A £27m computer system aimed at reducing the number of unanswered calls to two police forces is set to be introduced from January.
In the three months to June, 2.1% of 999 calls to Thames Valley Police were unanswered, compared to 1.6% in the same quarter the previous year.
The new specially-designed software instantly brings up data about callers.
It is set to start first in Thames Valley before being switched on in Hampshire in March.
Figures from Hampshire Constabulary show the proportion of abandoned 999 calls rose from 0.9% to 1.6% in the three months to June.
The number of 999 calls in Hampshire between April and June was 63,134, up from 56,146 in the same period in 2016, a 12% rise.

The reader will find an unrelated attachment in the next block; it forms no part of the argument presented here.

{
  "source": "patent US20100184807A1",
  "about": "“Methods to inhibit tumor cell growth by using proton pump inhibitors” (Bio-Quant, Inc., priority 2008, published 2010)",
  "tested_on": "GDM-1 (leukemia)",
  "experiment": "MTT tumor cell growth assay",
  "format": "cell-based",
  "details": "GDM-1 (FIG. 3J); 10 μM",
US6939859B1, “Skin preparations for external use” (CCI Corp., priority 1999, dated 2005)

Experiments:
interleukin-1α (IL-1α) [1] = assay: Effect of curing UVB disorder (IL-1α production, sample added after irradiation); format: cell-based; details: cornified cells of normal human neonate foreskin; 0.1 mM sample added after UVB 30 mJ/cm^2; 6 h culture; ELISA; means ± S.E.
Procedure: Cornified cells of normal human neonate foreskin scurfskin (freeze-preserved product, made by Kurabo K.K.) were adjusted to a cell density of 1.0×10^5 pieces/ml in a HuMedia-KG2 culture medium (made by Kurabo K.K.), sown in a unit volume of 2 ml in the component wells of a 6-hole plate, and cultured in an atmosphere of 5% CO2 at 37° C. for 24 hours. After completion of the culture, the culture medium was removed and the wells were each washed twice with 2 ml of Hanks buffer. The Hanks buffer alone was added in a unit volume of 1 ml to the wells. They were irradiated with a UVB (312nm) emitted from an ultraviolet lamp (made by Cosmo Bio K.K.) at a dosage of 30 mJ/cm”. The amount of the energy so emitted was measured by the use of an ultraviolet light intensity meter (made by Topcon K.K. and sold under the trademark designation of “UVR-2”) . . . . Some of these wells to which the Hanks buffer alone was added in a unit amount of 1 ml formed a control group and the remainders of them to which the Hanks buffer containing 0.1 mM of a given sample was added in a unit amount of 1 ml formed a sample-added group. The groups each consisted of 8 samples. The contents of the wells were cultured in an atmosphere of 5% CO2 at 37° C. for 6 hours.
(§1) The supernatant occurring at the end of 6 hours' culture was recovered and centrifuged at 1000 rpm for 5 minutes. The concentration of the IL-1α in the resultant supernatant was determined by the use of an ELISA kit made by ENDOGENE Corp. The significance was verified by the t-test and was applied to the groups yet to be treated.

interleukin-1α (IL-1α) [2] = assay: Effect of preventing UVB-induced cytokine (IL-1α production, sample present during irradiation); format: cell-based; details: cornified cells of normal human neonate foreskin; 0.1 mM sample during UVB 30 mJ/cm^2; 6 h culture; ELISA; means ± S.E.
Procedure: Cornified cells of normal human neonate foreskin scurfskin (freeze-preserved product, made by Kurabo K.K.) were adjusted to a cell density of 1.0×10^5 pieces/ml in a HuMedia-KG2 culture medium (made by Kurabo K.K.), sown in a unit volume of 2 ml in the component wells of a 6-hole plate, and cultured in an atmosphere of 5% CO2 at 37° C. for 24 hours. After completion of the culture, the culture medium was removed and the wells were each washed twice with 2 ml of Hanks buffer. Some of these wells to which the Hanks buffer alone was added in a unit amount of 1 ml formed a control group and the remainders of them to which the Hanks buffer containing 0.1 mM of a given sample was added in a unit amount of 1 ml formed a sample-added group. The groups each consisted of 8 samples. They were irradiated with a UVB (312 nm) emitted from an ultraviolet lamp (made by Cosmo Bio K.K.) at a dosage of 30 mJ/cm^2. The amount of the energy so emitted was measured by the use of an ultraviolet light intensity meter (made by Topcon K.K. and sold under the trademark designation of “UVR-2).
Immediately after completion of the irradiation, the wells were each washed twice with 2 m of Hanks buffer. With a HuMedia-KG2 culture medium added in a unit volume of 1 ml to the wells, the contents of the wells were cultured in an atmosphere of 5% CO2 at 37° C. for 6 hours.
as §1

Thames Valley Police saw an increase of 15% in the same time period.
Ch Supt Christian Bunt, in charge of the project, said it would integrate with police databases for the first time, giving operators instant information on their screens, about the caller, recent crimes in an area and other data.
It will also recommend the most appropriate police resources to deploy, he said.
Craig O'Leary, chairman of Thames Valley Police Federation, said: "It revolutionises the police service... and hopefully it will be a template for other police forces to follow across the country."
Hampshire Police and Crime Commissioner Michael Lane said system would enable operators to "divert calls faster" and would result in "fewer abandoned calls".
Ch Supt Bunt said the police would also be encouraging more people to contact them online.